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Thread: Gibson A-5 mandolin history

  1. #26
    Moderator MikeEdgerton's Avatar
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    Default Re: Gibson A-5 mandolin history

    Thanks.

    "Bargain instruments are no bargains if you can't play them". These are the words of J. Garber.

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  3. #27
    Moderator MikeEdgerton's Avatar
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    Default Re: Gibson A-5 mandolin history

    A great thread about the differences between the Ms. Griffith and the modern A5 can be found here.

    If you want to pick through a search string of messages on the cafe that discuss the original A5 it's here.
    "Bargain instruments are no bargains if you can't play them". These are the words of J. Garber.

  4. #28
    wood butcher Spruce's Avatar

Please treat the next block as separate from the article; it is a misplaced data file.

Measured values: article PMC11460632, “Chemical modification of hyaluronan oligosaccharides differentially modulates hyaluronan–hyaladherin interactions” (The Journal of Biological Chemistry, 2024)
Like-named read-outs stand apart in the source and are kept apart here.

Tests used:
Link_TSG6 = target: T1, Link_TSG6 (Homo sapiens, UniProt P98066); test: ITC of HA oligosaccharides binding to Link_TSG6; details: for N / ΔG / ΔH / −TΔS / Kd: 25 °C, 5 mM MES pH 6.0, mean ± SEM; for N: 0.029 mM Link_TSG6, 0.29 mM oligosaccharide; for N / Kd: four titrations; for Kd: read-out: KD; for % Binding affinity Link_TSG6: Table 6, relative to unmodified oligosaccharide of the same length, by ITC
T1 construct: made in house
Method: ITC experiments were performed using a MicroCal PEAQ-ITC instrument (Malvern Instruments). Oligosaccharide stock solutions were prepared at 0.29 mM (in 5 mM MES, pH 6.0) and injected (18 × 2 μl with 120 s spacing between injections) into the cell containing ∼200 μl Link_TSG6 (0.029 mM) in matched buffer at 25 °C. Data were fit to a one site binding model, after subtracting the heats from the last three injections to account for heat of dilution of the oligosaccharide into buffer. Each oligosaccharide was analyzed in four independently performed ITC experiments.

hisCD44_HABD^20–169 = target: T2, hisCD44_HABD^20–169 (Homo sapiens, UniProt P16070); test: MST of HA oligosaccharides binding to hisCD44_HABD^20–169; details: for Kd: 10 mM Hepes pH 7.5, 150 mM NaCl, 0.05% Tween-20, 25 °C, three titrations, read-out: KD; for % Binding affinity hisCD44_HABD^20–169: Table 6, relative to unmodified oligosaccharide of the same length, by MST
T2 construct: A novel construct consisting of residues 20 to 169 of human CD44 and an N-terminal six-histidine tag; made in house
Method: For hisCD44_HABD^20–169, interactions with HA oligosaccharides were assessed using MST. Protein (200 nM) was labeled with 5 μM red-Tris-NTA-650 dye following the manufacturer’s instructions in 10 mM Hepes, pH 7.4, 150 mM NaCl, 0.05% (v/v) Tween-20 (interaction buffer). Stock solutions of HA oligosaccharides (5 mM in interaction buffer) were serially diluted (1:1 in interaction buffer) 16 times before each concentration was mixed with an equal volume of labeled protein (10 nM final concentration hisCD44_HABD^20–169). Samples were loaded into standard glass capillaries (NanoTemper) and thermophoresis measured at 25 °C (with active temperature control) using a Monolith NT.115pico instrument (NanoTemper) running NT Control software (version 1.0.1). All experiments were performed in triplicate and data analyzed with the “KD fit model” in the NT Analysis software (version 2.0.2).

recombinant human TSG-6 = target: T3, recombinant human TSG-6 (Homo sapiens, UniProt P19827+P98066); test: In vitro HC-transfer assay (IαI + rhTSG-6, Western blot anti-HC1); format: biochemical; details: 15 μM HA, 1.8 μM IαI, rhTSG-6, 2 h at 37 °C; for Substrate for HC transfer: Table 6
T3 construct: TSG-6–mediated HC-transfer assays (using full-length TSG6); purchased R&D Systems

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    Default Re: Gibson A-5 mandolin history

    I know, I know...
    I've been talking about building Mrs. Griffith copies for 10 years now, but it finally looks like this Winter it'll happen...
    Roughed out the plates for 2 copies (thanks Max!), got the ribs thicknessed, fingerboards ready to go, and necks all glued up and ready to roll...
    It's basically a kit at this point...

    Here's John Sullivan's hand-written designations for the red spruce and sugar maple he had set aside for his own copies--he never got to build them...





    Those past threads on the A5 have been very helpful and informative...
    What a resource...

  5. #29
    Moderator MikeEdgerton's Avatar
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    Default Re: Gibson A-5 mandolin history

    So you saw that years old thread huh?
    "Bargain instruments are no bargains if you can't play them". These are the words of J. Garber.

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  7. #30
    Registered User fscotte's Avatar
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    Default Re: Gibson A-5 mandolin history

    The A5 sounds good not because of magic, but because of how its made, where the bridge sits, it's arching, etc...

    Now if this mandolin sounds so fantastic that everyone wants it, why aren't more people building it with the bridge shifted forward?

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